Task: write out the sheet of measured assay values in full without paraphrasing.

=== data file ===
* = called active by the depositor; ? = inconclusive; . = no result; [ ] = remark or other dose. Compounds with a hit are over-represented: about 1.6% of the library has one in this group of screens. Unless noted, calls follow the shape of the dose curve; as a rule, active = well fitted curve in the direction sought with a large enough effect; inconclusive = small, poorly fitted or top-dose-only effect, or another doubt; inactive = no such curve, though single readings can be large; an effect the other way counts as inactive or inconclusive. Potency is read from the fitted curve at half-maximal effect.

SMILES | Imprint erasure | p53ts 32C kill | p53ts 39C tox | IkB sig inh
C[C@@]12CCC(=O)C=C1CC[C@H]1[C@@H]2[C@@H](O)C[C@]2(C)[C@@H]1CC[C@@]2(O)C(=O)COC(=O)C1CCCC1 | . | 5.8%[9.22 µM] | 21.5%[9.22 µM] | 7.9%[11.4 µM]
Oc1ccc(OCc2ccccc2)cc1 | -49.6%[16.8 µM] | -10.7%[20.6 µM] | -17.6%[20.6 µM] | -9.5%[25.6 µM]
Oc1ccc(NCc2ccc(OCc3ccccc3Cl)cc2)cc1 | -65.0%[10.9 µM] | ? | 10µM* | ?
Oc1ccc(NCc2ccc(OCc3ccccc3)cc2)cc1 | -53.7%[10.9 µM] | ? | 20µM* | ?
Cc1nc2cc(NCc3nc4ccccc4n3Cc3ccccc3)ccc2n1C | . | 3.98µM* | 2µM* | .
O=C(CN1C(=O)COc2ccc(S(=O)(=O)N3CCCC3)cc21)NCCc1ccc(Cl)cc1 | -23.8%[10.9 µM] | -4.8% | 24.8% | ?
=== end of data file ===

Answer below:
* = called active by the depositor; ? = inconclusive; . = no result; [ ] = remark or other dose. Compounds with a hit are over-represented: about 1.6% of the library has one in this group of screens. Unless noted, calls follow the shape of the dose curve; as a rule, active = well fitted curve in the direction sought with a large enough effect; inconclusive = small, poorly fitted or top-dose-only effect, or another doubt; inactive = no such curve, though single readings can be large; an effect the other way counts as inactive or inconclusive. Potency is read from the fitted curve at half-maximal effect.

SMILES | Imprint erasure | p53ts 32C kill | p53ts 39C tox | IkB sig inh
C[C@@]12CCC(=O)C=C1CC[C@H]1[C@@H]2[C@@H](O)C[C@]2(C)[C@@H]1CC[C@@]2(O)C(=O)COC(=O)C1CCCC1 | . | 5.8%[9.22 µM] | 21.5%[9.22 µM] | 7.9%[11.4 µM]
Oc1ccc(OCc2ccccc2)cc1 | -49.6%[16.8 µM] | -10.7%[20.6 µM] | -17.6%[20.6 µM] | -9.5%[25.6 µM]
Oc1ccc(NCc2ccc(OCc3ccccc3Cl)cc2)cc1 | -65.0%[10.9 µM] | ? | 10µM* | ?
Oc1ccc(NCc2ccc(OCc3ccccc3)cc2)cc1 | -53.7%[10.9 µM] | ? | 20µM* | ?
Cc1nc2cc(NCc3nc4ccccc4n3Cc3ccccc3)ccc2n1C | . | 3.98µM* | 2µM* | .
O=C(CN1C(=O)COc2ccc(S(=O)(=O)N3CCCC3)cc21)NCCc1ccc(Cl)cc1 | -23.8%[10.9 µM] | -4.8% | 24.8% | ?